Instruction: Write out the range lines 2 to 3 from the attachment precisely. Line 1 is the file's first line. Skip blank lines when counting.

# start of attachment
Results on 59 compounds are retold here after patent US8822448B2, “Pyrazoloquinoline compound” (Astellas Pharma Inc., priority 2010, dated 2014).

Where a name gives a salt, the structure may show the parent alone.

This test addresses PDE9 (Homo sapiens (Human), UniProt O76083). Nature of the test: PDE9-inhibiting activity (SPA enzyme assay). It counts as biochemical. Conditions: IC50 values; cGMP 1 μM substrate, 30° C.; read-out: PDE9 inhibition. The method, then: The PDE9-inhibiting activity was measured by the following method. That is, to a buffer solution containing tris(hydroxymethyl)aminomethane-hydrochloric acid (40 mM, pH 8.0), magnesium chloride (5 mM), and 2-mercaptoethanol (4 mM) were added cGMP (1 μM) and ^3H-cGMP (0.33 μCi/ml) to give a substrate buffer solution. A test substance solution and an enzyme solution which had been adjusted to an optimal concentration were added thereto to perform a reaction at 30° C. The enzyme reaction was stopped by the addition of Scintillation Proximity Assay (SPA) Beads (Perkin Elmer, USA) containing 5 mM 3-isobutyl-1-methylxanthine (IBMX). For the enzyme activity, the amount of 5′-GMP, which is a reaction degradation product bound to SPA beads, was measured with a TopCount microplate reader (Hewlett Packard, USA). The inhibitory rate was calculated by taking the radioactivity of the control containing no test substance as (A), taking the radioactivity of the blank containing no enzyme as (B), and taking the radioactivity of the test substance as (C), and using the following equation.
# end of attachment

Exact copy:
Where a name gives a salt, the structure may show the parent alone.

This test addresses PDE9 (Homo sapiens (Human), UniProt O76083). Nature of the test: PDE9-inhibiting activity (SPA enzyme assay). It counts as biochemical. Conditions: IC50 values; cGMP 1 μM substrate, 30° C.; read-out: PDE9 inhibition. The method, then: The PDE9-inhibiting activity was measured by the following method. That is, to a buffer solution containing tris(hydroxymethyl)aminomethane-hydrochloric acid (40 mM, pH 8.0), magnesium chloride (5 mM), and 2-mercaptoethanol (4 mM) were added cGMP (1 μM) and ^3H-cGMP (0.33 μCi/ml) to give a substrate buffer solution. A test substance solution and an enzyme solution which had been adjusted to an optimal concentration were added thereto to perform a reaction at 30° C. The enzyme reaction was stopped by the addition of Scintillation Proximity Assay (SPA) Beads (Perkin Elmer, USA) containing 5 mM 3-isobutyl-1-methylxanthine (IBMX). For the enzyme activity, the amount of 5′-GMP, which is a reaction degradation product bound to SPA beads, was measured with a TopCount microplate reader (Hewlett Packard, USA). The inhibitory rate was calculated by taking the radioactivity of the control containing no test substance as (A), taking the radioactivity of the blank containing no enzyme as (B), and taking the radioactivity of the test substance as (C), and using the following equation.